In 3-tier application, tier 1 is focused on working with external consumers, and tier 2 is focused on working with business logic and external data sources.
Tier 3 is external data sources.

6. Relation Between Application Layer and Data Model

The functionality of each layer uses one or more data models. In some cases, a data model can be used by multiple application layers.

7. Relation Between Application Layer and Data Resources

The functionality of each layer uses data resources specific to it.

7.1. For the facade layer, these are the OS registry, files with application settings, files with resources and application metadata, USB / COM / LPT ports.

7.2. For the logic layer, these are business data file stores - for example, XML and CSV files.

7.3. For the persistence layer, these are desktop databases.

8. Data Exchange Between Application Layers and Application Tiers

8.1. CLR objects (for Microsoft.net platform) or Java objects (for Java-applications) are used for data exchange between application layers.

8.2. Data transfer objects are used for data exchange between the tiers of a multi-tier application or between different applications. The main data formats of data transfer objects are XML and JSON.

9. Types of Functional Operations

Application functionality is implemented as a set of operations.

Operations are the interface of the sublayer and provide access to sublayer functionality from an higher sublayer, higher layer or external application.

9.1. View logic operations are used by visual form controls.

9.2. Presentation logic operations implement the logic of the facade layer.

9.3. Application logic operations implement application-specific business rules and coordinate the operations of  business logic and external data access and are a facade for accessing the functionality of the logic layer.

9.4. Domain logic operations implement the application-independent business rules.

9.5. Query operations implement the functionality for selecting data from persistence data stores. They represent the query part in the CQRS principle.

9.6. Command operations implement the functionality for changing data in persistence data stores. They represent the command part in the CQRS principle.

9.7. Data transfer operations are used during data exchanging with external data sources.

9.8. Persistence façade operations are a facade exposes a coarse-grained interface to access persistence layer functionality from the higher application layer.

9.9. Persistence logic operations are implementation of the logic for working with data in persistence data stores.

9.10. When reading / writing local data resources, the application uses OS data read / data write functions.

10. Façade Layer Structure and Functionality

Façade layer is used to interact with external consumers of application data. Data consumers are users and other applications. Façade layer consists of façade sublayer, logic sublayer and data access sublayer.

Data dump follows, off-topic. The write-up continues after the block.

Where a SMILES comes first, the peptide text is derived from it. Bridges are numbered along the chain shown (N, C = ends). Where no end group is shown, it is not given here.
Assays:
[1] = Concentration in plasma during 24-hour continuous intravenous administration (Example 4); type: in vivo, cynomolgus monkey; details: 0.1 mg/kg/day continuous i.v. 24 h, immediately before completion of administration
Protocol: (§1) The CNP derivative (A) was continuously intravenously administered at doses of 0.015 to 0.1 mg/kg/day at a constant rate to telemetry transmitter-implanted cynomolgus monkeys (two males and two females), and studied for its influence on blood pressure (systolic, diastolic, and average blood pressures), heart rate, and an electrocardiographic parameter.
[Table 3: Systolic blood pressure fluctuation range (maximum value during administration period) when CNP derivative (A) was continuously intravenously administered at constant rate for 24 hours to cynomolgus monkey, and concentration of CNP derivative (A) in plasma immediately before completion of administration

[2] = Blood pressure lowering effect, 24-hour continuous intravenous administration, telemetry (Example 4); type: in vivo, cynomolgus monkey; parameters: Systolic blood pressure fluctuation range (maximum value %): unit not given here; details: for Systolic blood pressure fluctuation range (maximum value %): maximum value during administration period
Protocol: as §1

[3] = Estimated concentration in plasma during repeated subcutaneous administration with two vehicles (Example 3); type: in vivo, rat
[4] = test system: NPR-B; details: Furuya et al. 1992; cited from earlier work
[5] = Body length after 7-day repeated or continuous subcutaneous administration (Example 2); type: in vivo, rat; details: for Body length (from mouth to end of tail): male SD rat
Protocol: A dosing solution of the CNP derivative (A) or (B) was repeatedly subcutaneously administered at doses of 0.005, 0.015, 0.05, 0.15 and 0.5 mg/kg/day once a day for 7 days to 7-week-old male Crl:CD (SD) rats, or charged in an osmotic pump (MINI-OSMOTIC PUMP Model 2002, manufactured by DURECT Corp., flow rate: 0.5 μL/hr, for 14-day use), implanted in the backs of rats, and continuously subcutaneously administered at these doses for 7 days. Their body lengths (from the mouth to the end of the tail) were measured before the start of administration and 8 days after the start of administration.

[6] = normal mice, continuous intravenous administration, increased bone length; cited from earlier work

Façade sublayer:

  • for GUI applications implements a visual interface, which is a set of visual forms
  • for web-services implements a data transfer interface that provides external data consumers access to a web service through data transfer channel
  • used to call presentation logic operations

Logic sublayer:

  • implements presentation logic operations for interaction between façade layer and application logic in logic layer
  • for example, this is a set of controllers in ASP.NET MVC technology.

Data access sublayer is used in the façade layer in the case when there is no logic layer in the application. Implements query, data read / write and data transfer operations.

11. Logic Layer Structure and Functionality

Logic layer implements application logic. Logic layer consists of façade sublayer, logic sublayer and data access sublayer.

Façade sublayer:

  • entry point for calling logic layer functionality from façade layer
  • checking user access rights to logic layer functionality
  • implements a general error handling algorithm in the logic layer
  • manages transactions in command operations in data access sublayer
  • input data validation in command operations in data access sublayer
  • input data validation and output data filtering in domain logic operations in logic sublayer
  • logging of operations in logic layer

Logic sublayer implements domain logic operations.

Data access sublayer implements the query, command, data read / write and data transfer operations.

12. Persistence Layer Structure and Functionality

Persistence layer is used to work with persistence data stores. Persistence layer consists of façade sublayer, logic sublayer and data access sublayer.

Façade sublayer is a facade to access persistence layer functionality from the higher application layer. Façade sublayer can be implemented using data access object pattern.